TOUR BIKES FOR TRI
After another enthralling edition of the Tour de France, we assess the tri credentials of three bikes that helped light up 2018’s race. And they’ve all got disc brakes…
The disc brake debate will, it seems, keep raging for as long as we need to slow down a bike in motion. Discs rule the roost in cyclocross, gravel and increasingly with triathlon-specific bikes, but the pro ranks have been slower to accept this ‘new technology’. This is changing, as restrictions have been lifted to allow riders to choose whether they race on rotor or rim brakes. Trek-Segafredo have said they’ll be using disc-equipped Émondas throughout the Grand Tours and many brands have made similar pronouncements.
Now a few years into road disc development, there are some serious advancements taking place at the sharp end of racing bikes. Two of the brands we’re looking at here, Cervélo and Argon 18, are now producing disc frames that are even lighter than their rim-braked equivalents. This means better braking power without the weight penalty, and goes some way to counter the ‘discs are heavy’ argument. To see how the other arguments stack up, we’re taking a look at three of the best pro-level bikes raced in July’s Tour de France – each of them disc-brake equipped.
Cervélo’s redesign of the legendary R5 came last year. For the first time, the brand took their R Series back to the drawing board to make it more aggressive with sharper handling. The introduction of the disc brake version tweaked the geometry even further, reducing the frameset weight and adding provision to use bigger tyres, should you wish.
It soon saw success with a stage win in the Giro d’Italia underneath Dimension Data’s Omar Fraile. The disc version arrived a little later than the rim brake revision, with Cervélo hoping this new generation R Series flagship will continue the series’ successes – which began in 2003 with the R2.5 winning stages underneath Tyler Hamilton and Carlos Sanchez, and the R3 scoring victory with Fabian Cancellara at Paris-Roubaix in 2006.
Lightweight for big climbing days and compliant enough to cope with the cobbled classics, the R5 has always been the aero-optimised S5’s – as ridden by Mark Cavendish – simpler, more understated cousin.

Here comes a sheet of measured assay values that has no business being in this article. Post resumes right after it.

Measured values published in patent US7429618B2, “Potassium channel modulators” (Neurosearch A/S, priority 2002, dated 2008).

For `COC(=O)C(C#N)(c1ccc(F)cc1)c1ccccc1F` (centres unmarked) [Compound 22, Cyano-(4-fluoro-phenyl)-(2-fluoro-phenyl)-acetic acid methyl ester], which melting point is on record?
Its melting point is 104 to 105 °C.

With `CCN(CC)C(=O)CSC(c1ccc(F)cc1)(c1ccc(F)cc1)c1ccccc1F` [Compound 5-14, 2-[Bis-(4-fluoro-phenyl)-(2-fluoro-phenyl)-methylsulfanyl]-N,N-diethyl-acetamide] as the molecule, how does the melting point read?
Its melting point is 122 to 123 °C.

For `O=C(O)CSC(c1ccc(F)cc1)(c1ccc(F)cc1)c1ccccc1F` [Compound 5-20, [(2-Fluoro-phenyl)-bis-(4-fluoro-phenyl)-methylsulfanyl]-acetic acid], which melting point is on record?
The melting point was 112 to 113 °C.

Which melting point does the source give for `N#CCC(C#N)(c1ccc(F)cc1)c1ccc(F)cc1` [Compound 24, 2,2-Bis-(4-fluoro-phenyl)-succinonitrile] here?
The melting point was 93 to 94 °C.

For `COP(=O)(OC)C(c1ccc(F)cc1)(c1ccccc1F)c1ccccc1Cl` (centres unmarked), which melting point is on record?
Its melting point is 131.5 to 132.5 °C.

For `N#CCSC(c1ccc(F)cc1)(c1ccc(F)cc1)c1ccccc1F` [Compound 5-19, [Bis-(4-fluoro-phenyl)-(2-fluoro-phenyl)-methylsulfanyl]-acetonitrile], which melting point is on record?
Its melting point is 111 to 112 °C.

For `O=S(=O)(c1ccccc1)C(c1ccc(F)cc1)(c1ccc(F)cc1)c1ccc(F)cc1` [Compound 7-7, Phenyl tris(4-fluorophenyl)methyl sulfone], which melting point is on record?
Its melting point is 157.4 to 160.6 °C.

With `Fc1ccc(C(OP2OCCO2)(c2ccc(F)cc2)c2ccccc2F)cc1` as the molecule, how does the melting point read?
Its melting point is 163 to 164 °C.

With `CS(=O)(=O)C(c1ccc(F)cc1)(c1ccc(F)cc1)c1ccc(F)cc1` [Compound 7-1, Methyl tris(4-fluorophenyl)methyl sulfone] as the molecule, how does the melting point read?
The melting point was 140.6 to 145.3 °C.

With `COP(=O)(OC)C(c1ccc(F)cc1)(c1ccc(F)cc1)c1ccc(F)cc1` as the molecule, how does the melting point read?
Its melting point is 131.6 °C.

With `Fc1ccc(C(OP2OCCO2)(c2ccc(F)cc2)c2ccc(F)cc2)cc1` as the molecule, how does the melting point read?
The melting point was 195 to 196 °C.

EYE FOR DETAIL
Cervélo have revised the geometry on the R5, making it more race orientated, with the stack dropping by 8mm
and the reach becoming a little longer. Frame stiffness has increased compared to the previous version, and sees the introduction of Cervélo’s Squoval Max tube shape, which blends a square tube profile with ovalised corners and curved sides, top and bottom, while the term Max denotes improvements in these structures with regards to weight, stiffness and aerodynamics. The biggest surprise comes with the weight – the R5 Disc frame is just 831g, even lighter than its rimbrake counterpart (850g).
The R5’s detail shines through; Cervélo have adopted Focus’ RAT system that’s among the best with its fast-release thru-axle with T-bar end and quarterturn lock and unlock. Cervélo’s taken this design, reworked the adjusting nut to make it a bit more minimal, changed the design of the threaded base (into which the T-bar locks) and changed the location of the spring to give a little more resistance.
Cervélo partnered with Enve for the R5’s wheels, and it’s a fine choice with the 3.4 Discs. Enve vary the depths of their rims, so the rear is deeper at 42mm to serve-up maximum aerodynamic benefit while the front is shallower at 38mm to provide a little more stability in crosswinds.
The equipment on the R5 is as we’d expect, with Dura-Ace Di2 filling duties on shifting and braking, and 160mm rotors front and rear for a brake-feel that’s spot on. The saddle is Fizik’s wellregarded Antares, but only the base model R5. Saddles are a personal choice though, so we don’t mind that it’s not a carbon-railed fancy edition as it may get swapped.